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The Way Out Is In

 

Hexagram 29 K’an/The Abysmal (Water)

 

“In man’s world K’an represents the heart, the soul locked up within the body, the
principle of light inclosed in the dark…Water sets the example for the right conduct
under such circumstances… Water reaches its goal by flowing continually…When we
are in danger we ought not to attempt to get out of it immediately, regardless of
circumstances; at first we must content ourselves with not being overcome by it…A
spring flows sparingly at first, and tarries for some time before it makes its way into the

open…we must wait until a way out shows itself.” 1

 

 

Emerging from my night time journey, I float to the surface of waking life in slow motion. Time has not yet influenced my body, as spirit soars freely—watching. Although we are still in the depths of winter, I feel the first stirrings of spring within.

A restlessness emerges from the dark waters of my soul—lost to an emptiness filled with impatience that aches for things to be different from what they currently are. In this moment I feel trapped by the heart-breaking realities of life on the planet.

I decide to take Impatience and Trapped-ness for a walk. I patiently follow while Impatience leads, and Trapped-ness rides along in my heart. Moving at racer’s pace, my heart devotedly pumps blood to my extremities so that I can keep up. Impatience shows no sign of slowing down. Trapped-ness quietly watches.

“What are you running from, and where are we going?” I wonder out loud. “Anywhere but here.” Impatience mumbles. So we continue on. And on. And on. Until the trail turns into a sheet of ice, causing Impatience to freeze in her tracks.

Filtering through the trees that are swaying in the breeze, light lands in scattered patterns, dancing on the surface of the ice. Down below the ice, dark shadows move in slow, organic patterns. I am captivated by how alive they are even as they are trapped under the frozen surface of the ice. More light dances above with the wind and the  trees, while the blobs continue to enjoy their new found freedom below the ice from which they emerged.

Something in me slowly begins to shift. Trapped-ness melts like ice in the sun, slowly moving in resonance with the blobs of water. Now, gently pulsing to her own natural rhythm, Trapped-ness turns into Red Bird 2 and nestles joyfully in my heart. Impatience discovers her true nature in the breeze surrounding us—free to move in all directions, delivering messages between heaven and earth.

Change is ever-occurring, yet only becomes visible at certain times. We can orient through change by staying true to our original nature. Everything has value, even our most unseemly states. By relating to our inner world with openness, curiosity and presence, we find what we need.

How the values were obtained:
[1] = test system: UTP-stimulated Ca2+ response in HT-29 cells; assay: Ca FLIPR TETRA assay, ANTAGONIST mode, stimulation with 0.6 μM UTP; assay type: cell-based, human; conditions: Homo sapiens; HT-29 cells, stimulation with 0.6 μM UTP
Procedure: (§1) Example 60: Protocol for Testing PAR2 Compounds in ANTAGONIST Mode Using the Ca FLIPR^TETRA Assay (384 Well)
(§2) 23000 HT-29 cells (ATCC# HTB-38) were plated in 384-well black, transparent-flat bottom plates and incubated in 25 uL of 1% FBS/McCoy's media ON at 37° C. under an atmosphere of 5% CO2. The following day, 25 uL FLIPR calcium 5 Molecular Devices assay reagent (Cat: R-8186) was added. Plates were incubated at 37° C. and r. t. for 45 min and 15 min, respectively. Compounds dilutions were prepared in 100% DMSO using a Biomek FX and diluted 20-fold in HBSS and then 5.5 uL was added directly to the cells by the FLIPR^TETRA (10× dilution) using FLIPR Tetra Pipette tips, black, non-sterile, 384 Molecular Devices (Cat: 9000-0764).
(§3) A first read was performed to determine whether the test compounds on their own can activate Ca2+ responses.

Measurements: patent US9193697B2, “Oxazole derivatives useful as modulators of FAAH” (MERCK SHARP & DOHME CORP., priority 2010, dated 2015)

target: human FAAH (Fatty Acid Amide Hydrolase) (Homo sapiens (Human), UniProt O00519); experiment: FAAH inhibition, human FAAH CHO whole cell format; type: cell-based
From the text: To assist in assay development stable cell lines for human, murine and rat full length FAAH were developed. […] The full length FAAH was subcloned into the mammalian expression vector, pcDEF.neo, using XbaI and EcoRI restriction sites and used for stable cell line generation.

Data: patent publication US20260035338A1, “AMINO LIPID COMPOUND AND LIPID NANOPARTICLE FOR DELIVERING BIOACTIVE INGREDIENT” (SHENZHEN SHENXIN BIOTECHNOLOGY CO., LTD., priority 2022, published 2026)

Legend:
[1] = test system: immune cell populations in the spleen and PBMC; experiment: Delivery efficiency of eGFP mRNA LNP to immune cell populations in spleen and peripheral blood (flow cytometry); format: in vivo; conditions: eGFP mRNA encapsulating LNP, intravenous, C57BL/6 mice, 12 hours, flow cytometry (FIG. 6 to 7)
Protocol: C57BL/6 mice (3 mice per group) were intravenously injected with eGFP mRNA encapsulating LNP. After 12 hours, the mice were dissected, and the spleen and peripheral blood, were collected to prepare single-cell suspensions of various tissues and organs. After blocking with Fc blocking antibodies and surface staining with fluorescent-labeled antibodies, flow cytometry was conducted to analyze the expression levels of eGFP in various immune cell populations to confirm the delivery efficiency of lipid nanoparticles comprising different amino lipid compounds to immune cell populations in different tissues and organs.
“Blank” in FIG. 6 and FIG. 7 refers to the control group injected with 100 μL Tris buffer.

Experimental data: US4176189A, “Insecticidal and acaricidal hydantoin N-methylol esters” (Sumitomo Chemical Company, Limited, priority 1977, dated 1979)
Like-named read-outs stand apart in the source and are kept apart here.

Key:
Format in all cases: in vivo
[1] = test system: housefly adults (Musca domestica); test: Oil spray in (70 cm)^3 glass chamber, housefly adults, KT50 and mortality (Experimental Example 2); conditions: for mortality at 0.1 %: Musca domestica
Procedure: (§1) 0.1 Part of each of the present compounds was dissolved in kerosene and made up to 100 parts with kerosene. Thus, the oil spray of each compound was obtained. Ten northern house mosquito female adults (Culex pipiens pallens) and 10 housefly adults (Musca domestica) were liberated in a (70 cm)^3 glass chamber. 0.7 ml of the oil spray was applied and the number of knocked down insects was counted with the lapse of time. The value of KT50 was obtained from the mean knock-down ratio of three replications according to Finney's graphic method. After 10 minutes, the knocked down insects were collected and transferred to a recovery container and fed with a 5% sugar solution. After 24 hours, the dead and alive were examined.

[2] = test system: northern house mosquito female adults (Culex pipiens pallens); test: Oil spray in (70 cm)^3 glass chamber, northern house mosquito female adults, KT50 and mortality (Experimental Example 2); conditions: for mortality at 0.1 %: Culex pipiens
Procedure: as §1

As I walk home, I remember Rebecca Solnit’s observation that we cease to be lost “not by returning, but by turning into something else.”3 Like water, we are continuously shape-shifting in response to current circumstance. By staying true to our original nature, we remain whole even as we are becoming.

The ten thousand things come and go like flocks of birds and changing weather. By following Impatience with openness and curiosity, she becomes who she truly is—a messenger between worlds and bringer of change 4 By caring for Trapped-ness with the warmth of compassion, she is becomes fluid and circulates the light of shen 5 wherever she flows.

The soul, no longer locked up within the body, joins the vast wilds of existence. No matter where we are and what our circumstance, we are never far from home.

 

1 Wilhelm/Baynes, The I Ching or Book of Changes p 115-117

2 Red Bird is the spirit animal of the heart. It nestles peacefully in the empty space in the heart within the heart. Shen brings messages from the heavenly realm to help us orient toward our true nature and keeps us settled in our heart through the course of our lives. In times of shock or prolonged stress, Red Bird can flee its nest in the heart. Yet there are ways to call her home.

3 Solnit, Rebecca, A Field Guide to Getting Lost p 71

4 Impatience is a state associated with the liver (wood element, spring, wind, change) that arises when the free flow of the hun is impeded in some way. The hun is one of the five spirits that lives in the liver. The hun are responsible for bringing what is learned in embodied life to the heavens, and messages from the heavens down to embodied life. The hun bring clarity of vision to guide us with benevolence in the living of our Tao.

5 Shen is one of the five spirits that resides in the heart. The other four yin organs each have an aspect of shen within in them, assigned a particular function in the fulfillment of our destiny. The function of the shen is to imbue us with consciousness in connection to our original nature. Shen arrives at the moment of our conception and stays with us throughout our entire life.

 

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About the Author:  Monique Gaboury is a licensed acupuncturist, in Freeland, WA, specializing in Alchemical Acupuncture. She loves sharing her passion for natural healing at her clinic and through writing her blog ’Nourishing Change Through Connection’.

Juniper Medicine Alchemical Acupuncture serving the greater Seattle area on Whidbey Island. To schedule an appointment call 360-672-1506 or email contact@junipermedicinewhidbey.com.

 

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